Brought to you by
Lara Moffat, ASLA | Patti Redd, Affiliate ASLA
Noon - 1pm CST
(1.0) AIA/CES & ASLA LA/CES
“Safety in footcandles” is the default mindset for illuminance. Such thinking is the bane of lighting designers and a major challenge when designing spaces for pedestrians. Lighting design based on pedestrian activities at night requires very different requirements from vehicular roadway-centric lighting. This session will explore the human interaction with contrast, color rendering, and glare reduction that shape and enhance the visual experience while protecting the environment. Participants will learn the basics of LED technology and become familiar with concepts to help evaluate LED lighting for future projects.
At the end of this program, participants will know:
• To learn how glare reduction, color rendering, and effective uniformity are important components of the visual experience, each benefiting visibility and perception of safety.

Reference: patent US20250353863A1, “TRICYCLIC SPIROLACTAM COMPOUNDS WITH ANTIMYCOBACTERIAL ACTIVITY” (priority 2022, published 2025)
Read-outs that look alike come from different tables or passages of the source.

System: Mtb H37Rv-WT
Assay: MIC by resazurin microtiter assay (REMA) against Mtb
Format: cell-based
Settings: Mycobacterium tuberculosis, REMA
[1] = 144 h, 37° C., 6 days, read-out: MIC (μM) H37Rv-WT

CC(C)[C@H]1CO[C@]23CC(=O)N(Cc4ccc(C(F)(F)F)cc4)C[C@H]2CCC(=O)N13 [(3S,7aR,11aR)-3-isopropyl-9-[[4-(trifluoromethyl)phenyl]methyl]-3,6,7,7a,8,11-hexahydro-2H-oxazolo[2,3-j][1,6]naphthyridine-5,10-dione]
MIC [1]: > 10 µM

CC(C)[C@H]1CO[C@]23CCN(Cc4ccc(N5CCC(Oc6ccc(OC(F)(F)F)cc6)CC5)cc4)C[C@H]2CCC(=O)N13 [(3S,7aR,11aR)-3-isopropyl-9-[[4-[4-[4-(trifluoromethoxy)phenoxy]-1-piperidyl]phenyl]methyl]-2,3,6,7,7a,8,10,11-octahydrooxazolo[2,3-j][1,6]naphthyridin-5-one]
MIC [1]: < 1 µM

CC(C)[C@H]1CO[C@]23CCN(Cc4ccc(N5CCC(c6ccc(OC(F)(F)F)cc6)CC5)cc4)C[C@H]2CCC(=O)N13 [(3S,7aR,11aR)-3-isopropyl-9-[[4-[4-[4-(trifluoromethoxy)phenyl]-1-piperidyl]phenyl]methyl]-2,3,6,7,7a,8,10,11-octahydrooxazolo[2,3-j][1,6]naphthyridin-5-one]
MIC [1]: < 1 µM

• To understand the basic components and functionality of a LED and what has made these light sources the best choice for pedestrian and path lighting applications.
• To explore basic luminaire design concepts and how utilizing quality components in combination with proper luminaire design forms a high-performing system that creates an enhanced visual experience.
• To understand types of luminaires, light distribution, and other technical components that need to be considered when specifying lighting.
• To examine the adverse effects of using lighting that mimics daylight and how that can impact our health, our safety, and the environments that we live in.
Landscape Forms is a registered provider with the American Institute of Architects Continuing Education Systems (AIA/CES). Credit(s) earned on completion of this program will be reported to AIA/CES for AIA members. Certificates of completion for both AIA members and non-AIA members are available upon request.
This program is registered with AIA/CES and ASLA/LACES for continuing professional education. As such, it does not include content that may be deemed or construed to be an approval or endorsement by the AIA or ASLA of any material of construction or any method or manner of handling, using, distributing, or dealing in any material or product.